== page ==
The political crisis that followed the economic crisis did not develop in the US because that is a sovereign state with a single administration. On the other hand, Europe took a full blow for it was disunited. ‘In the EU there is not a single president, a single prime minister, a single Parliament – although there is a European Parliament, that is a prop with symbolic, staged democracy capacities, it ahs no common tax policies – so the economic crisis developed the political crisis immanent to this continent. We have come to the most dangerous political crisis in Europe, the crisis of sovereignty, a crisis of impossible federalisation and a crisis of an obligation of confederalisation. Federalisation means America, confederalisation means what happens today in Europe: not just the absence of a common administration to implement common policies, but also a crisis of renationalisation. France wants a stronger country, Germany the same, the UK wants a country so strong that, if it doesn’t like it, it is ready to opt out of the EU, Spain wants a country so strong that it is even ready to deal with Catalonia and they are all reterritorializing a modern economic crisis. This mechanism had been out of all forecasts. We are back to square one’, was Emil Hurezeanu’s conclusion.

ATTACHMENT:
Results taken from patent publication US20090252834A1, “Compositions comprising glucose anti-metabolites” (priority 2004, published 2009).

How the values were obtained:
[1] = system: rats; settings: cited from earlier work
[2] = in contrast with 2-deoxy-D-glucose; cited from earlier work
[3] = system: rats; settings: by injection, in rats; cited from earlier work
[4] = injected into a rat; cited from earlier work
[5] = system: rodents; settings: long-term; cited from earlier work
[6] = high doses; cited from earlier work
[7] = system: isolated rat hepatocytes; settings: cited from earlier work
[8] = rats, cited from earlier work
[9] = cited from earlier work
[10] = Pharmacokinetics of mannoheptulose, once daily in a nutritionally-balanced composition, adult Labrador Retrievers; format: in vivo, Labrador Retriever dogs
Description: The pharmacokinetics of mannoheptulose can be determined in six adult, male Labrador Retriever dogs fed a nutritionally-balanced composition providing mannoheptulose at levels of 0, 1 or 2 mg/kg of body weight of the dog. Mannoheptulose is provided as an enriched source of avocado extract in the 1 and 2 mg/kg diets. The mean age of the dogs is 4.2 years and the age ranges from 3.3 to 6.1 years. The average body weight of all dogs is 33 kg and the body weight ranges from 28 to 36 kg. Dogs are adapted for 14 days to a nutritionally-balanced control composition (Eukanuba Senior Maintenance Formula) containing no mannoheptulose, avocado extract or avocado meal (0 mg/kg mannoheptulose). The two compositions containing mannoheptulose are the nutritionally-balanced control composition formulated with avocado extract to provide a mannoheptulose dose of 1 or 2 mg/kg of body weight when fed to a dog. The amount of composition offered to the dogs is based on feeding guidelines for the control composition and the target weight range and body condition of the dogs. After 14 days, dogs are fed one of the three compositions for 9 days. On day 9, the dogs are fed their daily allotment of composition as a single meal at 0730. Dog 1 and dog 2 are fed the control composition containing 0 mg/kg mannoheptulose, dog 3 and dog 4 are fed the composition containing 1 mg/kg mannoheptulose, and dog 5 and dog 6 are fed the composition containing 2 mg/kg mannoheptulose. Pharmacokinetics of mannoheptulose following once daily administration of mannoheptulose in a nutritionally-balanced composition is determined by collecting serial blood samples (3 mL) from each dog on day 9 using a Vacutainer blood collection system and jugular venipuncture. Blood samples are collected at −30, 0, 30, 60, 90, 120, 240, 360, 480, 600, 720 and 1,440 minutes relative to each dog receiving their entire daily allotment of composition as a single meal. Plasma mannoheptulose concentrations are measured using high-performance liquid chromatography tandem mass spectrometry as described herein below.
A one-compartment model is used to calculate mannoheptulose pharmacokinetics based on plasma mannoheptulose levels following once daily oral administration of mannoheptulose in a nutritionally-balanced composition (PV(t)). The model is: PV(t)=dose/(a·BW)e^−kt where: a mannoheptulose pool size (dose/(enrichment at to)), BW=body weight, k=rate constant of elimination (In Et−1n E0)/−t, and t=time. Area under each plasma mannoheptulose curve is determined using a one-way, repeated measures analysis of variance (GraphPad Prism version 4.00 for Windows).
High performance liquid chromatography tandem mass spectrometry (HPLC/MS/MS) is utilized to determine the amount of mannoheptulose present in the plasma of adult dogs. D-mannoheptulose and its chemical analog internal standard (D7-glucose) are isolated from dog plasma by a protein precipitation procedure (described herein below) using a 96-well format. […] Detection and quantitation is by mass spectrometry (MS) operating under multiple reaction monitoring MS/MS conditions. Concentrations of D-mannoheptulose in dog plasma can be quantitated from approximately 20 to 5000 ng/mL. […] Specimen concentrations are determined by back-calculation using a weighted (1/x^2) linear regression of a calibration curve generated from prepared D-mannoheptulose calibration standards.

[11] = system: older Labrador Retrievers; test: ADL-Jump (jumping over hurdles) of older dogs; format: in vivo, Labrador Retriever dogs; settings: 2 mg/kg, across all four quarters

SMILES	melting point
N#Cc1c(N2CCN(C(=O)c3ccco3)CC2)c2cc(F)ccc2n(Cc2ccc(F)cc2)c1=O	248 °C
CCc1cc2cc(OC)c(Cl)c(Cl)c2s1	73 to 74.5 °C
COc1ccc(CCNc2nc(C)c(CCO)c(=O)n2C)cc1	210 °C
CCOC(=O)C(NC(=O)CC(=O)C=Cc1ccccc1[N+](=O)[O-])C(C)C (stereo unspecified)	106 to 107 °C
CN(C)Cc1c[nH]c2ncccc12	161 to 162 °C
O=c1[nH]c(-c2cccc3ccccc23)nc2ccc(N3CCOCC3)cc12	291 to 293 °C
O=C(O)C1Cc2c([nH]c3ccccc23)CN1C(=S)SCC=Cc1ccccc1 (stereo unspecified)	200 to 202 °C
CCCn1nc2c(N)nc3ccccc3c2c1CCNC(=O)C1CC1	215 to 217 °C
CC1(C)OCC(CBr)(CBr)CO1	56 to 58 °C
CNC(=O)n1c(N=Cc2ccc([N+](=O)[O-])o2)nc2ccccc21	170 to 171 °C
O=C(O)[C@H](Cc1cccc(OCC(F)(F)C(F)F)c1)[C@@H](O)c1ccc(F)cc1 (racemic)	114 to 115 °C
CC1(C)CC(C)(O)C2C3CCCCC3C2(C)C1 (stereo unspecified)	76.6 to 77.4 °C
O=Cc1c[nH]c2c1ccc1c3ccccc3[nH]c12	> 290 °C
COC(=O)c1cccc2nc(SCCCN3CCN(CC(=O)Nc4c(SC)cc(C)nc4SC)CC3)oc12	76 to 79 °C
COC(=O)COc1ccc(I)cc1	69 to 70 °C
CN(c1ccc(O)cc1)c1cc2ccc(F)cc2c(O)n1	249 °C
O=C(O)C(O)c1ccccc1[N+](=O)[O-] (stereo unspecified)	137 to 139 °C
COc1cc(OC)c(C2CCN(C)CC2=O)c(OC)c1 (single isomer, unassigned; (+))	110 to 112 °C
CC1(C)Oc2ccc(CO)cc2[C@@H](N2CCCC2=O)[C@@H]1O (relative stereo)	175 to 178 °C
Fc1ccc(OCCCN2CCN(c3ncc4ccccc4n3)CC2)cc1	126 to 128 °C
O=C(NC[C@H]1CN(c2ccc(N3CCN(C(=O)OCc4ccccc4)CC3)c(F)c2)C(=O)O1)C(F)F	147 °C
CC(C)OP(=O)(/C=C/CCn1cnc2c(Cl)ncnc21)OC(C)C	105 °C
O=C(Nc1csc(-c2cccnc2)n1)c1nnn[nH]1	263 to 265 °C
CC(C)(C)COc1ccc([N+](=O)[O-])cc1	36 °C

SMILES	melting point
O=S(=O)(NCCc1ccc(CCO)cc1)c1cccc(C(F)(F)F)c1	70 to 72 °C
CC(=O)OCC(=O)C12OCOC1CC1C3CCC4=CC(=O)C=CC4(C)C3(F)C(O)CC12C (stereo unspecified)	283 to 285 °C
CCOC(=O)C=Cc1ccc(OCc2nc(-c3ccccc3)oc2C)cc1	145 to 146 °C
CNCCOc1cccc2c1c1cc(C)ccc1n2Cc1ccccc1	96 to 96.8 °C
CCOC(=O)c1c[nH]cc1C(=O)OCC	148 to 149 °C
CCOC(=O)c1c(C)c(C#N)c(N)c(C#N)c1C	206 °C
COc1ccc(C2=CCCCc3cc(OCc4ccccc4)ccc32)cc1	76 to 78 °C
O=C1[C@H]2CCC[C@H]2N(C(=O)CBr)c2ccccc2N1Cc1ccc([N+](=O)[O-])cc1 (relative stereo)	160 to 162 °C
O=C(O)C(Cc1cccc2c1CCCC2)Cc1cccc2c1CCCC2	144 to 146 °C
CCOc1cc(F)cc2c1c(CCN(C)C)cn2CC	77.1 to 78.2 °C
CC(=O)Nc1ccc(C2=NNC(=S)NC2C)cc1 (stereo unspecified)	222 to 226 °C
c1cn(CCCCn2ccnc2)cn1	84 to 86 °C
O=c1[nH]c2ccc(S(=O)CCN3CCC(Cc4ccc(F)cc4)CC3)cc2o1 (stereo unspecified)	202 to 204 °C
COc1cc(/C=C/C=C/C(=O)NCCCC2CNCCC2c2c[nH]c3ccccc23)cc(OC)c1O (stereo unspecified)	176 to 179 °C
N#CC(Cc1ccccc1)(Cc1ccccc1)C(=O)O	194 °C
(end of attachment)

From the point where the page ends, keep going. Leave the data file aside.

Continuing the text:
Cause of Russian-Ukrainian war has European roots